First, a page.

Celebrating Women in Statistics and Data Science Conference
Photos courtesy of Sara Davidson, ASA Graphic Designer/Production Coordinator
Dalene Stangl, Donna LaLonde, and Jiayang Sun
The second Women in Statistics and Data Science Conference was held October 20–22 in Charlotte, North Carolina. The conference targeted women in all career stages from all sectors of the workforce.
Four hundred enthusiastic participants joined together to share technical expertise, wisdom from life experiences, and words of inspiration. Most pronounced were women sharing transformative moments in their lives and demonstrating how these moments led to greater visibility and stature of their individual careers as well as those of other women in statistics and data science. This was perhaps most visible during the speed mentoring session, in which graduate students and early-career women were able to receive advice and encouragement from their more experienced colleagues.
The conference spotlighted the contributions of women to statistics and data science, past and present. Three recurring themes woven throughout the conference were the importance of influence, community, and knowledge.
The conference began with two short courses, one by Heike Hoffman on reproducibility in science and a second by Jennifer Van Mullekom on effective presentations. Four keynotes by Cynthia Clark, Stacy Lindborg, Wendy Martinez, and Bin Yu covered topics ranging from leaving a legacy, navigating an authentic career, Big Data challenges at federal statistical agencies, and a holistic approach to interdisciplinary research. Donna Brogan brought a historical and amusing perspective to the conference when she reflected upon discrimination hurdles she both jumped and put to rest. Mary Gray also took participants on a historical recounting of U.S. laws to counter gender discrimination.
Technical sessions traversed a wide range of topics. One session titled “Advancing ‘Omics Data Analysis” featured Susmita Datta, Rebecca Doerge, and Xihong Lin. Jane-Ling Wang talked on “A Bridge Between High-Dimensional and Functional Data.” Nicole Lazar spoke about “Topological Data Analysis for Functional Neuroimaging.” Jiayang Sun discussed recent developments in “Statistical Interface with Computer Science for Data Science.”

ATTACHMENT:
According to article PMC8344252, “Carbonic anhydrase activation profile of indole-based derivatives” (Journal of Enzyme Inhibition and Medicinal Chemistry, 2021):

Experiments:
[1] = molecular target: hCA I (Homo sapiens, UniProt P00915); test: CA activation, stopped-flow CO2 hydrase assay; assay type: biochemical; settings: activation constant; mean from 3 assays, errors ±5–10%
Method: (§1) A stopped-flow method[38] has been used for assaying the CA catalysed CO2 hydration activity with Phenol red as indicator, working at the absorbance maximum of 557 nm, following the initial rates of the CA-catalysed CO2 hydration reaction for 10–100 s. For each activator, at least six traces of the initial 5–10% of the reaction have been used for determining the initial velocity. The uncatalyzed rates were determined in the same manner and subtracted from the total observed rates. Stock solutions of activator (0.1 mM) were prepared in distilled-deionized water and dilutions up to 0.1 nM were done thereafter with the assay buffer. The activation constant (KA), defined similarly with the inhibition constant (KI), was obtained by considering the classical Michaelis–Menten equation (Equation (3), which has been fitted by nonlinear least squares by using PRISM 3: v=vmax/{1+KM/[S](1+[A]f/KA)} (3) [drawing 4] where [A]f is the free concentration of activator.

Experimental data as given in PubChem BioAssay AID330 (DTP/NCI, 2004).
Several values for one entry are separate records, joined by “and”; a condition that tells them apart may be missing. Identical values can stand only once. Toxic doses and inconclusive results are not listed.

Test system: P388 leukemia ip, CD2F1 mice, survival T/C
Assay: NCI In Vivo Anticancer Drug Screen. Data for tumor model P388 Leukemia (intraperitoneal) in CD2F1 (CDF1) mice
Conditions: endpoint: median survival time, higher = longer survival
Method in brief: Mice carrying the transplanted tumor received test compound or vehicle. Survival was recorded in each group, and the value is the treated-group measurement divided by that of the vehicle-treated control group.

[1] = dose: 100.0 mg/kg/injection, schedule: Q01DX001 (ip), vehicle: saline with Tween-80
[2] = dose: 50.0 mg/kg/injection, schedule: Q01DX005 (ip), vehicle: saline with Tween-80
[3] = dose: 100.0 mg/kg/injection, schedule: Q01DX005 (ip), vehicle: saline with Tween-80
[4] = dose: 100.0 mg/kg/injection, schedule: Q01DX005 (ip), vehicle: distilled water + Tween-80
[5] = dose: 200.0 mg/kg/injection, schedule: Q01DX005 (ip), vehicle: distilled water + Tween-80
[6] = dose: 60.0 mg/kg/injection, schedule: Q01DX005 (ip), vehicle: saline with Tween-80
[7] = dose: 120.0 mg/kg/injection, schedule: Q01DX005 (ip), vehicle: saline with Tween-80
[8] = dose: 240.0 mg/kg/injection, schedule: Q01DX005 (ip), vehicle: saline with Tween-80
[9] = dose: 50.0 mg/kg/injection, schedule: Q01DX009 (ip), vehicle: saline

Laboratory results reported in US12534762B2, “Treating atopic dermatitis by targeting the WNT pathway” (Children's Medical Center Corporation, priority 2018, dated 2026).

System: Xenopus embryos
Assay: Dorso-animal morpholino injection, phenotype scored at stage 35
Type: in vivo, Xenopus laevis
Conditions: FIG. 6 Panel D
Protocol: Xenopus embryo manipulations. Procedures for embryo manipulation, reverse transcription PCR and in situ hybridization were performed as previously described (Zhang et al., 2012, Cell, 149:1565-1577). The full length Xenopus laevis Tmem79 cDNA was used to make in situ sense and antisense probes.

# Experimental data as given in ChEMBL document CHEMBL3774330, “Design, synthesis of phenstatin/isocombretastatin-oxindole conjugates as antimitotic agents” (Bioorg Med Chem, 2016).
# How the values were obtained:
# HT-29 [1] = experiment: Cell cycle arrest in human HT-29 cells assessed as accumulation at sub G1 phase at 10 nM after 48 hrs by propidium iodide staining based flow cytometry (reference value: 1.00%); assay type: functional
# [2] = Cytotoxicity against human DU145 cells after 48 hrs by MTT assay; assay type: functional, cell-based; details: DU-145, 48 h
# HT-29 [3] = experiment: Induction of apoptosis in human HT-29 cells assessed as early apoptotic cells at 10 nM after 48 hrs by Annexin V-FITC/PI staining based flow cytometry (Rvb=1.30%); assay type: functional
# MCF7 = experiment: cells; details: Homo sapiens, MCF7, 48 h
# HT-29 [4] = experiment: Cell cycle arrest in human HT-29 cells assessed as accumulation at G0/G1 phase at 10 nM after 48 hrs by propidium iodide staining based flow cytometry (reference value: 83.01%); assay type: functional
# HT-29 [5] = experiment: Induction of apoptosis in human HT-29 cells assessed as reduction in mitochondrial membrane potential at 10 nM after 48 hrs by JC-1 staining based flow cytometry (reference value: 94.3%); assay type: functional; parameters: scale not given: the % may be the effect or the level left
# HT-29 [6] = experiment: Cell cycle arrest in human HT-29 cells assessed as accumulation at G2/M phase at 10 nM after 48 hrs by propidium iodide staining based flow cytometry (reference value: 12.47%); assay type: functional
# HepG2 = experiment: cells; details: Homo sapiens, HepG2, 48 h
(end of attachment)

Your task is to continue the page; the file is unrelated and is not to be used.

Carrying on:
Mary Meyer hammered out “Practical Applications of Estimation and Inference with Shape Restrictions.” Linda Zhao enlightened the audience with “Post-Model Selection Inference and the R Package.” A group from AT&T that included Emily Dodwell, Zhengyi Zhou, and Cheryl Flynn covered “Big Data Research at AT&T Labs.” Women from Google—including Amy Richardson, Sushma Honnavara Prasad, and Valerie Hines—pitched in on both technical and professional development topics. More than 100 women shared technical expertise via speed poster sessions led by Mia Stephens, Jenise Swall, Jessica Kolschmidt, Dong-Yun Kim, and Rebecca Carter.
Professional development panels were plentiful. Nancy Reid, Kathryn Roeder, Kim-Ahn Do, and Jane Pendergast spoke about leadership. Arlene Ash guided participants toward more effective communication. Emma Benn, Maria Garcia, Meghan Kellam, and Kimberly Sellers led a panel on overcoming implicit bias. Nancy Geller and Karen Bandeen-Roche covered navigating up from disappointment, while Michelle Dunn, Nancy Flournoy, and Donna LaLonde discussed forging your path: turns and detours. Participants were encouraged to take on leadership roles by a panel of ASA presidents that included Lynne Billard, Mary Ellen Bock, Nancy Geller, Sally Morton, and Jessica Utts.
The conference concluded with the presentation of travel awards by the selection committee, Kimberly Sellers and Saki Kinney, and a dinner speech by Dalene Stangl that encouraged women to replace their standards of perfection with ones of courage and to play their career as a game of “Truth AND Dare.”
The program can be viewed on the ASA website.